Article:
With “Florida,’’ her second story collection, Lauren Groff has followed up a novel so successful that even President Obama endorsed it. That book, “Fates and Furies,’’ published in the relatively gentle year of 2015, made seemingly every best-of list and became a rare literary bestseller. It enraptured readers and critics (most of them, anyway) with a twisty account of an imperfect marriage told through the wildly different perspectives of its participants.
Women writers, focusing as they often do on matters domestic, tend to be dismissed; great American fiction, some contend, must engage more universal (read: macho) terrain, like war, the global economy, or baseball. Even when ladies tackle the heavy stuff, they are patted on the head for writing against type, as evidenced in a Guardian interview with Curtis Sittenfeld that praised her political novel, “American Wife,’’ for accomplishing “something even harder than applying intelligence to chick lit.”
“Fates and Furies’’ managed to mostly evade such superannuated literary standards thanks in no small part to critics mindful of the biases stacked up against domestic fiction — the kind not written by Philip Roth, anyway (R.I.P.). The novelist Robin Black, writing in The New York Times, emphasized the facility with which Groff imbued the subject of marriage with elephantine weight, resulting in what she described as “a perfect vehicle for exploring no less than the nature of existence.”
As Groff shows in her 11 stories, the state of Florida — dismissed by many Northerners as a place of mass shootings, retirees, and arch-conservatism — can also be a perfect vehicle for exploring the nature of existence when Groff’s writing about it. In this superlative collection — seriously, there’s not a dud in the bunch — Florida is a “damp, dense tangle. An Eden of dangerous things.” It also becomes a stand-in for everything from the class divide to an indifferent universe to environmental collapse to personal entropy to the glory of the natural world.
Groff manages, in fact, to do something even harder than conveying universal truths through such an ostensibly unpromising setting: She does so through the lens of women in middle age. Yes, Virginia, wives and mothers can convey a full range of human ideation.
The unnamed narrator of “Ghosts and Empties,” the first story, takes endless walks so as to avoid yelling at her husband and small sons. The tableaux she peeps on during these journeys neatly lay out the subsequent stories’ themes, particularly that of well-earned, barely contained hysteria. The woman passes a small convent that suggests life without sexual currency, while the house of a therapist who has slept with his patient’s wife evokes male hubris and sexual violence. Fixer-uppers purchased by white, middle-class gentrifiers and empty plazas vacated by pushed-out black indigents conspire to make the reader keenly aware of the social turmoil roiling even in the quietest American neighborhoods and those trying to make a life there. “It’s too much, it’s too much,” the narrator shouts, and the reader has no choice but to shout along with her.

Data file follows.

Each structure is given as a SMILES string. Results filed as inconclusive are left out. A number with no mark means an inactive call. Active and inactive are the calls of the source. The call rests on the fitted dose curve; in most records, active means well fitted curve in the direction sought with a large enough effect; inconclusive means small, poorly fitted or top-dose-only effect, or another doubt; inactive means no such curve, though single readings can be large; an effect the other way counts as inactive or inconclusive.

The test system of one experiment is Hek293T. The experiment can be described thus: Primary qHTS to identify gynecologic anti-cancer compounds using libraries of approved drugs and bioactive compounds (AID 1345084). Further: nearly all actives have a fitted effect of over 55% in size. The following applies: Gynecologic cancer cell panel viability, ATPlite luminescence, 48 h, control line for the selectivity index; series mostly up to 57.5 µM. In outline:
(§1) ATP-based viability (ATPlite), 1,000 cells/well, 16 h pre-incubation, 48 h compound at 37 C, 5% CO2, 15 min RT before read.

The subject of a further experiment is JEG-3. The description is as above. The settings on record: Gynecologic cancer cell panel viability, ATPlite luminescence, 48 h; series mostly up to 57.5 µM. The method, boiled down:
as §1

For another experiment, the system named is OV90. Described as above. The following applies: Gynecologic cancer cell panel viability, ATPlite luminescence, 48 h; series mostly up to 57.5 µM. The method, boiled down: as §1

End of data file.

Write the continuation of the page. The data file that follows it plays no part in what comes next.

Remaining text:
Thematic coherence aside, “Ghosts and Empties” is an outlier; “Florida’’ is no Millhauserian survey of suburban quirk. Subsequent stories have more perilous settings and arcs as meaty as that of most novels. This traditional bent might surprise those who loved “Fates and Furies’’ for its deeply weird Greek chorus, but it will leave them no less satisfied.
In lieu of an omniscient commentator, Groff proffers events so terrifying as to be almost supernatural. Waters churn. Houses collapse. Antediluvian horrors prowl the dark. Such threats require her characters to confront the truth of their existence. In “Salvador,” a middle-aged woman takes an annual tropical vacation from Florida and her responsibilities caring for her ailing mother; a frightening storm forces her to consider her mortality and life choices. “For the Love of God, For the Love of God” places two middle-aged best friends — from Florida, natch — in a French villa with their husbands, both awful each in his own way; a serious downpour brings long-suppressed feelings to the surface. As 21st century women, the length of a story is often enough to get some insight far quicker than any Shakespearean king who might find himself in a similar situation. In “At the Round Earth’s Imagined Corners,” a wrenching coming-of-age story containing one of the collection’s few male perspectives, a boy left alone in a cabin surrounded by snakes becomes a man out to sea, both literally and figuratively.
Groff is an extra terrific writer, as ever, particularly when describing the animalizing effects of these calamities on her protagonists. An injured woman feels her husband’s fear as “cold sun” on the “silk of [her] pelt.” A woman trapped in a hurricane communes with her favorite chicken, crushed against the glass of her window, “eye to lizardly eye.” In “Dogs Go Wolf,” what would have been an apt titular story and a real stunner, two little girls trapped on an island slowly starve. The smaller girl fibs about eating some verboten bananas, claiming to have seen a “tiny, tiny monkey” with “fingers like person fingers.”
It’s too much. With this book, Groff has joined the annals of great 21st century Florida fiction: Karen Russell’s “Swamplandia,’’ James Hannaham’s “God Says No,’’ and John Brandon’s “Citrus County.’’ Having followed an astonishing, astonishingly accessible novel with such an outstanding, accessible collection, Groff is surely poised to topple the tiny monkeys in charge of deciding that the perceived realm of the feminine isn’t sufficiently deep.
By Lauren Groff
Riverhead, 275 pp., $27
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